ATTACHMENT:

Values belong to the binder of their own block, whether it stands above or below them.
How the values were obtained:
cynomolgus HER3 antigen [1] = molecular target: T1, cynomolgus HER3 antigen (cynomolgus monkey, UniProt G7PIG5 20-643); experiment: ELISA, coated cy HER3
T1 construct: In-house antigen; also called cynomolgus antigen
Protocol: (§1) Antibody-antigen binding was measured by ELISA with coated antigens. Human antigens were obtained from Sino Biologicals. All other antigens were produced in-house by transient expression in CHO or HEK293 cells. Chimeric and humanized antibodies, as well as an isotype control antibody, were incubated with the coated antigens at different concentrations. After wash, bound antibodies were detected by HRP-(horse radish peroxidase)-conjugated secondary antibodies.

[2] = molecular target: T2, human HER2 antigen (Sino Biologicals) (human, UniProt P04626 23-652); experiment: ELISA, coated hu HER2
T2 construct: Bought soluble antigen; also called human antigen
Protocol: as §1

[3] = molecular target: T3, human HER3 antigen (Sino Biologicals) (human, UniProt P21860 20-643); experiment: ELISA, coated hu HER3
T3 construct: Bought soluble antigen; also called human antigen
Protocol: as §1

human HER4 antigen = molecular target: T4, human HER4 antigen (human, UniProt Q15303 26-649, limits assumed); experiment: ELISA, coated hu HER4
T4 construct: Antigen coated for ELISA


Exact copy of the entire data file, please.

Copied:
Values belong to the binder of their own block, whether it stands above or below them.
How the values were obtained:
cynomolgus HER3 antigen [1] = molecular target: T1, cynomolgus HER3 antigen (cynomolgus monkey, UniProt G7PIG5 20-643); experiment: ELISA, coated cy HER3
T1 construct: In-house antigen; also called cynomolgus antigen
Protocol: (§1) Antibody-antigen binding was measured by ELISA with coated antigens. Human antigens were obtained from Sino Biologicals. All other antigens were produced in-house by transient expression in CHO or HEK293 cells. Chimeric and humanized antibodies, as well as an isotype control antibody, were incubated with the coated antigens at different concentrations. After wash, bound antibodies were detected by HRP-(horse radish peroxidase)-conjugated secondary antibodies.

[2] = molecular target: T2, human HER2 antigen (Sino Biologicals) (human, UniProt P04626 23-652); experiment: ELISA, coated hu HER2
T2 construct: Bought soluble antigen; also called human antigen
Protocol: as §1

[3] = molecular target: T3, human HER3 antigen (Sino Biologicals) (human, UniProt P21860 20-643); experiment: ELISA, coated hu HER3
T3 construct: Bought soluble antigen; also called human antigen
Protocol: as §1

human HER4 antigen = molecular target: T4, human HER4 antigen (human, UniProt Q15303 26-649, limits assumed); experiment: ELISA, coated hu HER4
T4 construct: Antigen coated for ELISA